New Ways to Celebrate Your New Year!
New Years is one of the most popular internationally celebrated holidays in the world. It’s interesting to examine the diversity of traditions that each country has to celebrate the new year. Our goal at United Planet is to help volunteers experience and appreciate a world outside of their own. Take this moment to expand your knowledge and learn about what kinds of unique traditions other countries have that help them ring in the new year.
In Spain, there is a tradition where a grape is eaten on each chime of midnight on New Year’s Day. Each grape that is eaten represents the twelve months of the year. It is believed that eating grapes will bring prosperity and good luck for the year to come.
In Denmark, close friends wish each other a happy New Year in a very fun way. Throughout the year, the Danish collect old plates and save them until New Years Day. In the early hours of the new year, people throw the plates that they have collected at the front doors of their close friends. It is believed that the more broken plates that are on your doorstep, the more true friends that you have.
In Switzerland, New Year’s Day is probably the only time when a child won’t be sad if their ice cream falls on the floor. To ensure a year that will be filled with luck, peace, and wealth, the Swiss drop a scoop of ice cream on the floor. Some people also dress up in various costumes in order to drive away bad spirits and draw in good ones.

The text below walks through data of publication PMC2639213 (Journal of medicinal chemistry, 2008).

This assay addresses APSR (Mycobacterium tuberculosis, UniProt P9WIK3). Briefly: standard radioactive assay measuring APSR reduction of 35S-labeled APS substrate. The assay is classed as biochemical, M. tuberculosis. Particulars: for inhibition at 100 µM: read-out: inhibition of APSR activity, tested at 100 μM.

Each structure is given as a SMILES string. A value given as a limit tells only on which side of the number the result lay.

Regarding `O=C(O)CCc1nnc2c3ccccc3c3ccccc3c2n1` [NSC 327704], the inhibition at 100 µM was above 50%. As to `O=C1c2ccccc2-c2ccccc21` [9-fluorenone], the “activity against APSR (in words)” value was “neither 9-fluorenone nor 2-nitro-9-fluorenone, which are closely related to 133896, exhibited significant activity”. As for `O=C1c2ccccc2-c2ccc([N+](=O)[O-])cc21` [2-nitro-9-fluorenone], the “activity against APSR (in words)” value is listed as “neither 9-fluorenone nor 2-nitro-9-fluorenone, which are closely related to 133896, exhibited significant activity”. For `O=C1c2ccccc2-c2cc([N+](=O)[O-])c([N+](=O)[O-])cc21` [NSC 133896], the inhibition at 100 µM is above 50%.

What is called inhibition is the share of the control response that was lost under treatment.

In addition to these unique New Year’s traditions, some countries celebrate the new year on a different day. For example, the Chinese New Year is celebrated between mid-January and mid-February. Some of the festivities that take place during the Chinese new year include music and dance performances as well as feasts which last for multiple days.
There are even various religions that celebrate the new year on different days. In the Jewish religion, the new year is celebrated during either September or October. The new year celebration lasts for ten days. It begins with Rosh Hashanah and, on the tenth and last day, ends with Yom Kippur.
Both the Chinese New Year and the Jewish New Year are based off of a Lunar calendar instead of the Gregorian calendar, which is why the dates of their new year are different than other countries.
No matter if you’re going to watch the ball drop on your television at home or throw dinner plates at your best friend’s front door, we hope that everyone has a safe and happy New Year!